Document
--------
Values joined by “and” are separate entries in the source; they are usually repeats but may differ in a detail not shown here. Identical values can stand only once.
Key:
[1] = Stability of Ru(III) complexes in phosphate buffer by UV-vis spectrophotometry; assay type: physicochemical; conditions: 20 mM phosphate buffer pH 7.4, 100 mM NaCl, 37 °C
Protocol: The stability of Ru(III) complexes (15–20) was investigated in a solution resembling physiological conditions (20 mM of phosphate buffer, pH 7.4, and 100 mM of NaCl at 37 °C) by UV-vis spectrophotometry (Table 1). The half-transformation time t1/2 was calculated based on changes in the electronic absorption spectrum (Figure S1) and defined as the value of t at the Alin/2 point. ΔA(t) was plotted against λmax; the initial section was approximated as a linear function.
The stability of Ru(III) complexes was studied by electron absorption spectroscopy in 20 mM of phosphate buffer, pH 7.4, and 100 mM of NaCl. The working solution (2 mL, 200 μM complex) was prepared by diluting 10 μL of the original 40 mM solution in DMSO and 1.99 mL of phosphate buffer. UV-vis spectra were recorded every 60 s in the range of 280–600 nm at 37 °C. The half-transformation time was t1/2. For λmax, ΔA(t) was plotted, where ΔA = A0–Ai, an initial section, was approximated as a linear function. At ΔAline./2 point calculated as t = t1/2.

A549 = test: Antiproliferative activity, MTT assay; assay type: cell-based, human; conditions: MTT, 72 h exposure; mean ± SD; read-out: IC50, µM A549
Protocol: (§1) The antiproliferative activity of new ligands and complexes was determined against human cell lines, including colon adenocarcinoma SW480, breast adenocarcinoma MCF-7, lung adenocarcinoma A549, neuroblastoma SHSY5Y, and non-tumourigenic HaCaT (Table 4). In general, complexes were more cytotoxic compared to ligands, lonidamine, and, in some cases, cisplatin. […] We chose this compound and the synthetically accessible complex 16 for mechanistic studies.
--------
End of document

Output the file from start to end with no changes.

Values joined by “and” are separate entries in the source; they are usually repeats but may differ in a detail not shown here. Identical values can stand only once.
Key:
[1] = Stability of Ru(III) complexes in phosphate buffer by UV-vis spectrophotometry; assay type: physicochemical; conditions: 20 mM phosphate buffer pH 7.4, 100 mM NaCl, 37 °C
Protocol: The stability of Ru(III) complexes (15–20) was investigated in a solution resembling physiological conditions (20 mM of phosphate buffer, pH 7.4, and 100 mM of NaCl at 37 °C) by UV-vis spectrophotometry (Table 1). The half-transformation time t1/2 was calculated based on changes in the electronic absorption spectrum (Figure S1) and defined as the value of t at the Alin/2 point. ΔA(t) was plotted against λmax; the initial section was approximated as a linear function.
The stability of Ru(III) complexes was studied by electron absorption spectroscopy in 20 mM of phosphate buffer, pH 7.4, and 100 mM of NaCl. The working solution (2 mL, 200 μM complex) was prepared by diluting 10 μL of the original 40 mM solution in DMSO and 1.99 mL of phosphate buffer. UV-vis spectra were recorded every 60 s in the range of 280–600 nm at 37 °C. The half-transformation time was t1/2. For λmax, ΔA(t) was plotted, where ΔA = A0–Ai, an initial section, was approximated as a linear function. At ΔAline./2 point calculated as t = t1/2.

A549 = test: Antiproliferative activity, MTT assay; assay type: cell-based, human; conditions: MTT, 72 h exposure; mean ± SD; read-out: IC50, µM A549
Protocol: (§1) The antiproliferative activity of new ligands and complexes was determined against human cell lines, including colon adenocarcinoma SW480, breast adenocarcinoma MCF-7, lung adenocarcinoma A549, neuroblastoma SHSY5Y, and non-tumourigenic HaCaT (Table 4). In general, complexes were more cytotoxic compared to ligands, lonidamine, and, in some cases, cisplatin. […] We chose this compound and the synthetically accessible complex 16 for mechanistic studies.